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Dome - Silencing, Not Sounding, the Alarm
Silencing, Not Sounding, the Alarm
Date: January 4, 2013
As an intensive care unit charge nurse, Nelly Lopez spent so much of her day managing alarms emitted by bedside patient monitors that she heard phantom beeps long after her shifts at The Johns Hopkins Hospital had ended. Currently a surgical nursing coordinator, Lopez says that an after-work routine of dedicated quiet time and yoga exercises helped her cope with the stress caused by the noise.
Now, thanks to the work of Hopkins Hospital’s Alarms Management Committee, front-line staff members are working in a quieter and less stressful environment that’s safer for patients. Their efforts have also won a national award from ECRI Institute, a nonprofit that conducts research and assesses best practices in patient safety and quality. After identifying alarm systems as this year’s top health technology hazard, ECRI selected the Johns Hopkins team as winner of its 2012 Health Devices Achievement Award for a program that reduced alarms by up to 74 percent on some hospital units.
A 25-person group of nurses, physicians, engineers and patient safety experts safely reduced needless noise from monitors, infusion pumps, ventilators, bed exit systems and other bedside devices hospital-wide. In some cases, units switched lower-priority alarms to visual rather than auditory notifications. Back-up notification systems were created for the most critical alarms.
“In health care we have created the perfect storm with all of these monitoring devices,” says Maria Cvach, assistant director of nursing and leader of the alarm improvement efforts. While machines that track breathing, blood pressure and heart rate, among other indicators, are unlikely to miss a serious change in a patient’s condition, she says they’re often programmed in a way that produces too many false-positive alarms.
Cvach says frequent alarming can cause a “cry-wolf” effect, also known as alarm fatigue. She adds that such situations can be hazardous because nurses and other caregivers can become so desensitized that they are less likely to respond.
When hospital leaders learned that alarm fatigue played a role in a couple of adverse patient events in 2006, they asked Cvach and Andrew Currie, director of clinical engineering, to lead a unit-based project to address the issue. Once the clinical engineering team began pulling reports and could see that staff were inundated with an “astronomical” number of alarms (see By the Numbers), the project expanded hospital-wide.
Although the team knew that many of devices were noncritical nuisance alarms, little research was available to guide them in adjusting alarm parameters. Cvach and committee co-director Adam Sapirstein met with each unit to change alarm settings to actionable levels—the point at which clinicians need to change something about a patient’s care—and develop an improvement plan tailored to each work environment. Pediatric intensive care nurse Judy Ascenzi headed up a similar effort in the Children’s Center.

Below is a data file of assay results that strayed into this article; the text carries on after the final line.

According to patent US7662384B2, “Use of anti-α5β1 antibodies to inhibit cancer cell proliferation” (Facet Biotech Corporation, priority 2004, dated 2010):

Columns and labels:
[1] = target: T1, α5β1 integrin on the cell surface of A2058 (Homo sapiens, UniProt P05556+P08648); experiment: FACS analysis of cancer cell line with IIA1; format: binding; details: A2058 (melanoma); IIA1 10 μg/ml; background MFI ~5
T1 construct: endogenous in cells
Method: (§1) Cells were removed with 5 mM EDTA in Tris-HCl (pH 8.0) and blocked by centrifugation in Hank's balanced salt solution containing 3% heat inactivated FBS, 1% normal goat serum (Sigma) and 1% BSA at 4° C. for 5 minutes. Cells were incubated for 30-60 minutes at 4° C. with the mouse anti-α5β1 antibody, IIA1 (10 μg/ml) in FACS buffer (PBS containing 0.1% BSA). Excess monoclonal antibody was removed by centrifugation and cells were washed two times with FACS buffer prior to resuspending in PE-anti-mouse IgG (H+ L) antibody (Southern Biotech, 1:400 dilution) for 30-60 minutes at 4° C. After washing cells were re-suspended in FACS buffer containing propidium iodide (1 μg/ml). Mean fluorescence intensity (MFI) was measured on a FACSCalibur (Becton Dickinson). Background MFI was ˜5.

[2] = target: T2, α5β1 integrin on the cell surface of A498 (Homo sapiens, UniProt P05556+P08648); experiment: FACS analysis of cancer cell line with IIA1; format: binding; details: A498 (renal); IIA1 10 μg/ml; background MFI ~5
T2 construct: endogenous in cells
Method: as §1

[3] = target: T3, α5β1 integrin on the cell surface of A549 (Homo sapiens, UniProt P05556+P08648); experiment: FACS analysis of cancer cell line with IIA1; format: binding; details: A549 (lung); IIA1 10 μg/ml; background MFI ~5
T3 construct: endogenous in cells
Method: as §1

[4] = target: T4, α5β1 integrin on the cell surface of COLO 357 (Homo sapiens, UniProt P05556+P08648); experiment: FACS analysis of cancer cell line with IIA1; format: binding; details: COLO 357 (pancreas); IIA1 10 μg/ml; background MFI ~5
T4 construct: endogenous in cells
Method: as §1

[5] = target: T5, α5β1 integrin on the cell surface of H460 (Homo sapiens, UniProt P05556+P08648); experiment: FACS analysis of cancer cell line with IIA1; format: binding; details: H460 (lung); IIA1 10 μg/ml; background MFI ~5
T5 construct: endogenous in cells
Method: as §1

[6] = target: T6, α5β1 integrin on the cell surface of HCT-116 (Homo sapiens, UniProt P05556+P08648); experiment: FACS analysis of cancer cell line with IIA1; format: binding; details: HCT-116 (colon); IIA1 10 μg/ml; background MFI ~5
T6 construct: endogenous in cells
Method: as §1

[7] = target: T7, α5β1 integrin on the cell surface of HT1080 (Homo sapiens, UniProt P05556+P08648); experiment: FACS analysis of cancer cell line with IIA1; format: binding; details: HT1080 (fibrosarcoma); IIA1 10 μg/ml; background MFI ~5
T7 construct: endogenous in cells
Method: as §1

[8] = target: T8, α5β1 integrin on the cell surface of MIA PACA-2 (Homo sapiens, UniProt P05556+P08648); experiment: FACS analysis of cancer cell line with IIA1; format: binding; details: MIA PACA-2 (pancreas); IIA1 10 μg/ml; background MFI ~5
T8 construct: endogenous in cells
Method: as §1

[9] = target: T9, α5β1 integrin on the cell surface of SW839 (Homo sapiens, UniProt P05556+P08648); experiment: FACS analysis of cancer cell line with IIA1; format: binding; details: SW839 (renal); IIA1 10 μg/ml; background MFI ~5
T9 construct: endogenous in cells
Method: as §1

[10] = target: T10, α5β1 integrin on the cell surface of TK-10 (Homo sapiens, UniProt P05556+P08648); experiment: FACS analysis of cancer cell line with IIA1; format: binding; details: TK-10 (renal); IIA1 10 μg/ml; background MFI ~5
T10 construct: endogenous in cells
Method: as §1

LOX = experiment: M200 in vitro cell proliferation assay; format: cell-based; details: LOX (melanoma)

Felix Guzman, a nurse on the cardiovascular progressive care unit, previously one of the noisiest units, says that excessive noise caused confusion and made it difficult for nurses to perform their jobs. Since the number of alarms was reduced, he says, nurses respond faster and the environment is less stressful for patients and their caregivers.
Among the committee’s other efforts include reviewing alarm management alternatives, developing new policies, creating and assessing training efforts and testing new alarm technologies.
A new pilot study launched by the committee is testing a system that sends messages about priority alarms to cell phones and pagers carried by nurses, who, with the press of a button, can call for back-up if they’re unable to respond. Another initiative will look into “smart alarm” systems that integrate data from multiple machines and predict problems before they occur.
Johns Hopkins affiliates are also getting involved. According to Cvach, Howard County General Hospital is reactivating its alarms committee, and Johns Hopkins Bayview Medical Center is also piloting new alarms-monitoring equipment.
By the Numbers
90 percent of alarms in the Pediatric Intensive Care Unit to detect apnea, a breathing lapse, that were false-positives.
771 Average alarms per patient per day on the noisiest unit, an ICU. That’s more than one alarm per patient every minute.
58,764 Alarms recorded in one 12-day analysis at JHH. That’s an average of 350 alarms per patient per day.
To read a white paper about the Alarms Management Committee’s efforts, visit http://www.hopkinsmedicine.org/news/using_data_to_drive_alarm_improvements.html.